HEADQUARTERS ARMY OF PENSACOLA,
Pensacola, Fla., March 12, 1862.
Colonel THOMAS M. JONES:
SIR: I have just received the following telegram from the Adjutant and Inspector General C. S. Army:
RICHMOND, March 12, 1862.
Your dispatch of yesterday just received. You are fully authorized to use your own discretion, making all necessary arrangements for the safety of material referred to by you.
Adjutant and Inspector General.
Let me know by Lieutenant Noble, who will hand you this, the number of armed men, as shown by your morning report of this morning. Do not include any of the Fourth Alabama Battalion. The few arms they have belong to the Florida regiment, and the lieutenant-colonel is ordered to turn them over. You will keep the battalion, as so many over and above the number of armed men left you. The governor of Alabama has just telegraphed me that five companies will leave Montgomery for Pensacola to-morrow, and he will send 1,000 here.
Make your arrangements as we agreed on last evening. Encourage you men; tell them they are engaged in most important service. If hey can hold Pensacola even long enough to save the public property and move it to a place of security they will have rendered most valuable service, which will not fail to be properly noticed and appreciated. If they can hold it permanently they will immortalize themselves.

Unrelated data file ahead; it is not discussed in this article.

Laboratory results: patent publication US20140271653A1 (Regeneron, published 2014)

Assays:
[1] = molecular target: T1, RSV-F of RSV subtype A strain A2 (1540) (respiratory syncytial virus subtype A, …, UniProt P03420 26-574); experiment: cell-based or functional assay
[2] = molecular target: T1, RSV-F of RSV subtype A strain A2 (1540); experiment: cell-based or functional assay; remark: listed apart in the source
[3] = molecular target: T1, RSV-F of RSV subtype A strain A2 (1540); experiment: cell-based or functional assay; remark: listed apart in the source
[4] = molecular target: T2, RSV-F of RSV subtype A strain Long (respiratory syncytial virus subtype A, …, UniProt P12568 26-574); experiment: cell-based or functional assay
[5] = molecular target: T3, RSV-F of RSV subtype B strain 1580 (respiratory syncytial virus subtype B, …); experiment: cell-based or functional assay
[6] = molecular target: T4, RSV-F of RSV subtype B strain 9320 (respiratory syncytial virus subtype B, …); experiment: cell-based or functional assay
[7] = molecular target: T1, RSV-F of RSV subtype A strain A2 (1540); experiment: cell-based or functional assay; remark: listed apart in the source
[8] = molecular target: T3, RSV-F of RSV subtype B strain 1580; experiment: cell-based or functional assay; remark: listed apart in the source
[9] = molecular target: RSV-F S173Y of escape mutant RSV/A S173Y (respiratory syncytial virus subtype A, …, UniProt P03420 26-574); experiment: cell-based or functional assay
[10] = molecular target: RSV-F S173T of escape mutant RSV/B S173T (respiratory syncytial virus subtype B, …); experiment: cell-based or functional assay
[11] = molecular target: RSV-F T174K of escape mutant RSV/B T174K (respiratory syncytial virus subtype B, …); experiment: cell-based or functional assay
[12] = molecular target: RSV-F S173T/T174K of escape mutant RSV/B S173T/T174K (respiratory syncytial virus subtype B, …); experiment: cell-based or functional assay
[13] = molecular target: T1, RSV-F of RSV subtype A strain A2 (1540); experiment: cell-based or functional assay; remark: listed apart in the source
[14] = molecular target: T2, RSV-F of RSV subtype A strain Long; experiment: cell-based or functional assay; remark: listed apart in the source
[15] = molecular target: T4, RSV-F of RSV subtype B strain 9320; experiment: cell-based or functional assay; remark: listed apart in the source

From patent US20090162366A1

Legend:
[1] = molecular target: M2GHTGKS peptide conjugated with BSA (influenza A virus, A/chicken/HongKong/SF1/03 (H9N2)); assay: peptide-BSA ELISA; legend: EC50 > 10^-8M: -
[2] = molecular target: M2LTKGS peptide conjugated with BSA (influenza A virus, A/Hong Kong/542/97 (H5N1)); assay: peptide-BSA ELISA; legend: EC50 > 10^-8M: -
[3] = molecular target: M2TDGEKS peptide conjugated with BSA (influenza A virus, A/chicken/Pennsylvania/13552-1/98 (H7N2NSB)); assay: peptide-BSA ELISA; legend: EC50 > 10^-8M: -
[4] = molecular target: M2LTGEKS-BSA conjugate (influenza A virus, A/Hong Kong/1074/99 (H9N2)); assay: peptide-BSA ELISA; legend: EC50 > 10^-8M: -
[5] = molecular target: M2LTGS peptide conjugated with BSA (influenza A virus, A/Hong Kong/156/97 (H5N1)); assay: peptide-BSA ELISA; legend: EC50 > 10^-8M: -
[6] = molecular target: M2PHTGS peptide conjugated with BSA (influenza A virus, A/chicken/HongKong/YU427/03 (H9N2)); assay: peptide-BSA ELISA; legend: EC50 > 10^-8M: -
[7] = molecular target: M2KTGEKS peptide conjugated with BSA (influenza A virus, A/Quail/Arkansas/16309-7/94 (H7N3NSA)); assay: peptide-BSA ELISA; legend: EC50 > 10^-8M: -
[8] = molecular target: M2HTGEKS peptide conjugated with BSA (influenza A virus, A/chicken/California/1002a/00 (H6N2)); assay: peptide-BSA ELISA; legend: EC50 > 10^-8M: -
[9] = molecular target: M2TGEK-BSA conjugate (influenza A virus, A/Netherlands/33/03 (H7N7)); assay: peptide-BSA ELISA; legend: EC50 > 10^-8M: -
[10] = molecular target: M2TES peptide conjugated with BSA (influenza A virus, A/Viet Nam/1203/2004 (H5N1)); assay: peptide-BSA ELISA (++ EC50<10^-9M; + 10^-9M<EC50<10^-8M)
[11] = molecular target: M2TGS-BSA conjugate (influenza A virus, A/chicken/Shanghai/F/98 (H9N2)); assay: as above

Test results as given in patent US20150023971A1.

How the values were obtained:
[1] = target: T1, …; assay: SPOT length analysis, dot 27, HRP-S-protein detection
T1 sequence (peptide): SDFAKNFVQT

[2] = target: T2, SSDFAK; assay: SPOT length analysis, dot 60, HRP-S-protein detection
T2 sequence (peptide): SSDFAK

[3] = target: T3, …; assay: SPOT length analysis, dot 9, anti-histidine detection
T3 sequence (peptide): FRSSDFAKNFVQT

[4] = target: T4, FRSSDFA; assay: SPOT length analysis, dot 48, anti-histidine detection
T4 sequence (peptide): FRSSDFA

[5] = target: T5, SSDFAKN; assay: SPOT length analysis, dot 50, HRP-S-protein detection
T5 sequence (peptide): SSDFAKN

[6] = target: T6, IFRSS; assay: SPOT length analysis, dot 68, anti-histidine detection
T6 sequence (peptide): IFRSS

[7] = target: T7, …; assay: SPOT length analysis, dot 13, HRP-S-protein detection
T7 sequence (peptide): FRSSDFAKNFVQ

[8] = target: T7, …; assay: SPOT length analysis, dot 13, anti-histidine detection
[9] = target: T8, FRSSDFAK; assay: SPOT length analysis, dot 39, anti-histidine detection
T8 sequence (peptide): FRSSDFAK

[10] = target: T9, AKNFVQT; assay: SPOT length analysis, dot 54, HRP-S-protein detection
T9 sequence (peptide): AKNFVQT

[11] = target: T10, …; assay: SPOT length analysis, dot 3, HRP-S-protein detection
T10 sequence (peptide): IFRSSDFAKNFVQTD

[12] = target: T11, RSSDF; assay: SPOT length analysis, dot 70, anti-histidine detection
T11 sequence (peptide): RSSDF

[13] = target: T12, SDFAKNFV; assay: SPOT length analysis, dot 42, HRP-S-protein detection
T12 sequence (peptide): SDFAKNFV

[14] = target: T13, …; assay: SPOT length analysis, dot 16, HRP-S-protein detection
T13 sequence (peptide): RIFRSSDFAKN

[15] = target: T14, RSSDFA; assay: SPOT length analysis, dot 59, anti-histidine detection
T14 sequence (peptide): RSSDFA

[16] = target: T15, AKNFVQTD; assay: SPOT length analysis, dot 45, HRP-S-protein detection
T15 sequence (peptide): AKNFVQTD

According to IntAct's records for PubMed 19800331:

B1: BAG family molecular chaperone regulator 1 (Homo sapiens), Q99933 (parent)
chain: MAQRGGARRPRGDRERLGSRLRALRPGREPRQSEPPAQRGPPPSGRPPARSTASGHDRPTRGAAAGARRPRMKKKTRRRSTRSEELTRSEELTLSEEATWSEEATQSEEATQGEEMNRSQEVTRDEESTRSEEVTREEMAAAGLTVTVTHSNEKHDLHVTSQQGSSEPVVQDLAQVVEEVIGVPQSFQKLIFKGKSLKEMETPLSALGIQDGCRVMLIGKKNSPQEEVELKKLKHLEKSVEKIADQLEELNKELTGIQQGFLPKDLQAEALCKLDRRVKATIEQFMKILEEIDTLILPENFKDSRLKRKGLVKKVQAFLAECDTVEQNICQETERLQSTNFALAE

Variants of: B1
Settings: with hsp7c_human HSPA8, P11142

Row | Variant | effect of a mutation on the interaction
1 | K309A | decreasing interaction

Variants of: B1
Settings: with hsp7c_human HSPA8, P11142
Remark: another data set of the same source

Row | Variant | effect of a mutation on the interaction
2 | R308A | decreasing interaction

Put some men with axes to cutting up all the masts and spars of the Fulton and all such. They are in one of the store-houses of the navy-yard, and some of them are piled against the wall near the officers' quarters. In arranging for the destruction of machinery, do not forget to overlook that used for drawing vessels into the dock.
General Bragg telegraphed me last night again to relieve Villepigue and send him to him. I must therefore go to Mobile. Will leave to-morrow if the road is practicable. I leave most important and responsible duties to you, and have full faith in your ability and will to perform them if they can be performed.
Do all you can to quiet and reassure your officers and men. Represent to them-what is really the case, I believe-that from the apparent condition of things on Santa Rosa the enemy is not prepared to make a serious attack; that from reports which they may have heard of the movements here they may attempt to feel us to ascertain our true condition, and if met boldly and repelled all will be quiet, at least until they are strongly re-enforced.
In haste, respectfully, &c.,
Richmond, Va., March 12, 1862.
General MANSFIELD LOVELL,
New Orleans, La.:
SIR: I have your letter of the 27th ultimo, together with its inclosures. I have also received several communications in relation to the command of the river steamer defenses, and both the President and myself have felt much embarrassed by them. The expedition was planned and gotten up by Captains Montgomery and Townsend, recommended by the whole Mississippi delegation and General Polk, and the objections